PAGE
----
These pictures were taken in October and November of 2013, while doing assorted types of forestry work in BC and Alberta. They aren't in any particular order. I'm continually amazed at how beautiful Canada can be.

Between worrying about scraping again the tree on the right, or falling into the creek on the left (which was actually about five feet deep, deeper than it looks), this was not one of the most reassuring roads that I've been on. Unfortunately, this was the way back out, since I couldn't back out when I saw this spot while coming in.

Blueberry fields forever.

Somewhere in Alberta.

On a block in Alberta where the roads were bad enough that I didn't want to try using the truck.

This might have been in Mackenzie.

This also might have been Mackenzie. I see probably well over a thousand blocks in the space of five or six weeks in the fall, so I occasionally forget where I took a photo.

The little leaner that could.

Pausing to take a look at the scenery ahead.

Somewhere, under the rainbow.

A wild horse near Nasko.

A burned pickup in Fort St James. The Fort is always an adventure.

Always make sure that the chains are keeping the quad ramp from kicking out.

An old wasp nest.

Unfortunately, it's hard to tell that the snow is still falling pretty hard in this photo. Not a very productive day.

Near Mackenzie.

Southwest of Alexis Creek.

A young spruce tree near Mackenzie Junction, with a flag so the brushers can find it once the vegetation starts to grow up.

In Jasper Park.

I live on the wrong side of the tracks.

In the middle of logging a block.

Mountains in the distance.

Fresh early-morning snow in Alberta.

Herbicide bags.

A bear in the grass.

Parked in a pullout behind a logging truck, waiting for another logging truck to come down. Using the two-way radios is kind of critical on logging roads.

Beautiful. In Jasper Park, heading west towards Nordegg.

A disc trenching attachment.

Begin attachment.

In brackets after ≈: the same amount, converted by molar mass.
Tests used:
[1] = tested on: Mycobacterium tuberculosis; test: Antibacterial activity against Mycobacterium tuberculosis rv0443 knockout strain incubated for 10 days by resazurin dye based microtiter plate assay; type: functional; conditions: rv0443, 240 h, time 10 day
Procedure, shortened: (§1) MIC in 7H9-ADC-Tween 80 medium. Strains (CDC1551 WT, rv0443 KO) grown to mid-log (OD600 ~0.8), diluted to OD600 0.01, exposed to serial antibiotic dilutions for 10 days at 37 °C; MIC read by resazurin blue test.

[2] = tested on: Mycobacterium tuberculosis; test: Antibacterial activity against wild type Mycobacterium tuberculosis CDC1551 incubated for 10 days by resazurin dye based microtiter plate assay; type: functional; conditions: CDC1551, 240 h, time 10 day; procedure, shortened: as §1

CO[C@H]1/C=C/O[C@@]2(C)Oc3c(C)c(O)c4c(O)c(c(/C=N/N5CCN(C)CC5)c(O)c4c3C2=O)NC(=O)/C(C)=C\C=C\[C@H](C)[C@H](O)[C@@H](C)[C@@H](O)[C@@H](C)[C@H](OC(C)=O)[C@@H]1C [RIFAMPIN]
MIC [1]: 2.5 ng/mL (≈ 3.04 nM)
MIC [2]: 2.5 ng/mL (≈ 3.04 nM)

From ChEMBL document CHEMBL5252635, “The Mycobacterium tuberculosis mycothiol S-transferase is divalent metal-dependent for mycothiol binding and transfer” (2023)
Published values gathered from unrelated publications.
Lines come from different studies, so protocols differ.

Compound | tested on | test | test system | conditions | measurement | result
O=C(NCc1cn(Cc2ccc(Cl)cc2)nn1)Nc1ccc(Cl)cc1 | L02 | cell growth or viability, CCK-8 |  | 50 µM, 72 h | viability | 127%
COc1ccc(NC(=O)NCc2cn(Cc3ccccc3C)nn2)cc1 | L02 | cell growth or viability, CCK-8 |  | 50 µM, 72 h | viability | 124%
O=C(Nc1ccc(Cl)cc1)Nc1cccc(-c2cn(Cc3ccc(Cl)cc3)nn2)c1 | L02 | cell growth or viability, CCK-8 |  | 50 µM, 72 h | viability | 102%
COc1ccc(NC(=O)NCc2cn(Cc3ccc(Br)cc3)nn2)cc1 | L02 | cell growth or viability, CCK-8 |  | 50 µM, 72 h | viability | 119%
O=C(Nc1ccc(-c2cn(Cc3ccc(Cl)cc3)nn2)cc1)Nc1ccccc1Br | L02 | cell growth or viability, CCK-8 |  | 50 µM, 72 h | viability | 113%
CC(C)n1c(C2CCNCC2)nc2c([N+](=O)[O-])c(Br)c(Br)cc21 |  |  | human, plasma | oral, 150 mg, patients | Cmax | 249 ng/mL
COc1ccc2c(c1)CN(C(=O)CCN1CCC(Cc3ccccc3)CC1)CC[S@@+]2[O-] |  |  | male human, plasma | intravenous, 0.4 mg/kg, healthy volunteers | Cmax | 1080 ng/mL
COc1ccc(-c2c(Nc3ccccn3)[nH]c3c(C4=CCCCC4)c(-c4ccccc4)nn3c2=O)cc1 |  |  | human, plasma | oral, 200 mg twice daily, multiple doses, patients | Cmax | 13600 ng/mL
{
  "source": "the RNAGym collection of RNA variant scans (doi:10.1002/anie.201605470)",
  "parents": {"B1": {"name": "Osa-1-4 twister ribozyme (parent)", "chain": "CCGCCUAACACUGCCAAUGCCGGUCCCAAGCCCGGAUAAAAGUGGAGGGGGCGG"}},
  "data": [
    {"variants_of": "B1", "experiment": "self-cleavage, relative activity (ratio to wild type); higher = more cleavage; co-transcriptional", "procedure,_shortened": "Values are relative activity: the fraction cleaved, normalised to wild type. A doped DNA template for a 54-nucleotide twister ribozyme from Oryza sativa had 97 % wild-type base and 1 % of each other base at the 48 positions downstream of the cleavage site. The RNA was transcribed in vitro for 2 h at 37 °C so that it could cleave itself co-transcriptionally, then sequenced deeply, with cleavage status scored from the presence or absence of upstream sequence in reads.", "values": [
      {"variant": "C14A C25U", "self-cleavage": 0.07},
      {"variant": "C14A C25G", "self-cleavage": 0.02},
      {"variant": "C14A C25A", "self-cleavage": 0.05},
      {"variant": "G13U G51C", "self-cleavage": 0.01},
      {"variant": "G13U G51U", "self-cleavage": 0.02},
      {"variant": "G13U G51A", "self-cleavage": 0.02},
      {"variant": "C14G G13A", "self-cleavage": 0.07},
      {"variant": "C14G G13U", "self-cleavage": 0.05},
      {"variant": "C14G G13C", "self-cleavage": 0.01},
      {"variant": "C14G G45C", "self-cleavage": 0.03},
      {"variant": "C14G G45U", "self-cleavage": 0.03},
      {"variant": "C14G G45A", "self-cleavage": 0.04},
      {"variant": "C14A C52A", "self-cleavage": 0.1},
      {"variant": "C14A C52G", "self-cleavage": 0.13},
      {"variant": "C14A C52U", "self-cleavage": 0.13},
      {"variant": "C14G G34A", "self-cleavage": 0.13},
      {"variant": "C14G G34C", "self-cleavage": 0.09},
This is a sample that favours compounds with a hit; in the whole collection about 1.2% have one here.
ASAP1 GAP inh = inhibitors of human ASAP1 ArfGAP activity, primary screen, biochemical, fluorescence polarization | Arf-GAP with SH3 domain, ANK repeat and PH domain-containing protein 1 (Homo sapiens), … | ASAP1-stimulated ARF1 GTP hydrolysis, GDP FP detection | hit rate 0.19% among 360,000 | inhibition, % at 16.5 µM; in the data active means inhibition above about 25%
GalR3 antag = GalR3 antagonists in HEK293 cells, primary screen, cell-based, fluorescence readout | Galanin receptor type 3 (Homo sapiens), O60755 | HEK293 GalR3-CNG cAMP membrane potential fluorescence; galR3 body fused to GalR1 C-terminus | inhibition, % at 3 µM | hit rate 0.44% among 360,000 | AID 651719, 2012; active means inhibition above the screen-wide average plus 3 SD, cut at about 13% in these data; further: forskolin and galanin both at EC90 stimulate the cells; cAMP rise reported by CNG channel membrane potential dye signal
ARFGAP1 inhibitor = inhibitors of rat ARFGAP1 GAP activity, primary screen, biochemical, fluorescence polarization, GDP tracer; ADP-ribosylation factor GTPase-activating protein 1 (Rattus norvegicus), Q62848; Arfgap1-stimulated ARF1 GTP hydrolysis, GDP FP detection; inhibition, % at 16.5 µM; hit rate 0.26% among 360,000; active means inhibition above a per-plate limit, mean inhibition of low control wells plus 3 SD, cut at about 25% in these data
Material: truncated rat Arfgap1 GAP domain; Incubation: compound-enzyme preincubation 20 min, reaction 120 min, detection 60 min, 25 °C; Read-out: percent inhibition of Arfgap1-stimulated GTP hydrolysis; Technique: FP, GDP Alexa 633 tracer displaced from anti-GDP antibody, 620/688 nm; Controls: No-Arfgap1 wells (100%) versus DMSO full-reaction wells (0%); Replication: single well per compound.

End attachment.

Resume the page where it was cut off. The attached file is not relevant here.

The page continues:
A nice sunset. Except that sunsets aren't nice, because there aren't enough hours in the day for all the blocks that I need to see.

Whoops. Looks like we're not getting into the block this way. Somewhere south of Sylvia's Cafe, west of Quesnel.

Heavy equipment for logging. Take note of the chains on the tires.

I should have put something in this photo to show the scale of the rock. It was about seven feet high. Kind of odd to see on a flat, clean block.

West of Williams Lake.


Jasper Park.

Jasper Park.

A drilling rig west of Rocky Mountain House.

My only flat tire of the season! I usually get four or five each fall.

Jasper Park.

Mackenzie, early evening. It almost has the colours and feeling of a Tom Thompson painting, except it is too detailed, and doesn't have enough rocks.

Jasper Park.

Riske Creek, BC.

This photo made up for a couple hours of driving after sunset before I got back to the motel.

Tire chains, for big equipment.

A big Douglas Fir stump, either in Williams Lake or more likely near 100 Mile House.

The world's biggest tree crusher, on display in Mackenzie. There's an interesting story behind this. The short version is that they were going to flood the Mackenzie valley and wanted to crush all the trees first. But they realized that it would have taken about eight thousand years, so they just dammed things up anyway, with trees still standing in the flood zone of Williston Lake. So there are all kinds of trees still standing on the bottom of Williston Lake now, and occasionally some of them come loose and come shooting up to the surface. Not a great place to go canoeing.

South of Nordegg.

Jasper Park.

An old grain thrasher.

Winter is coming.

I think these might be mountain ash berries.

Another rainbow.

Run away!

This scene feels somewhat surreal, maybe like a misty morning in southeast Asia. But no, it's somewhere in British Columbia.

A porcupine. I don't see these very often. He's only about six feet away, but I was trying to hide in the grass so he didn't get scared and turn around.

Mountain sheep.

Testing a mapping app on a smart phone.

Looks like someone didn't make the corner.

Near Alexis Creek.


South of Quesnel, about 75km down the Garner Road.

Logging season.

Bear poop, with a size ten for scale.

More piles of freshly cut logs.

More early-morning snow.

John Deere.

A bear, with moose hors d'ouvres.

Parked at a STARS site.

More sunset.

This doesn't look promising. Time to unload the quad.

Log decks.

Looks like I'm going to have to wash the truck soon.

Someone looks suspicious.

Logging signs.

A skidder in 100 Mile House.

Mountain sheep: what a bunch of assholes.

Hurry up, sale in aisle three.

That's a pretty nice iPad mount.

Coming up with a plan for the day.

Jasper Park.

Look at this little guy being all coy. It's a lynx.


A bridge.

A feller-buncher.

Standing on a hill, trying to get a better view of the block.

Jasper Park.

The end of another photo gallery.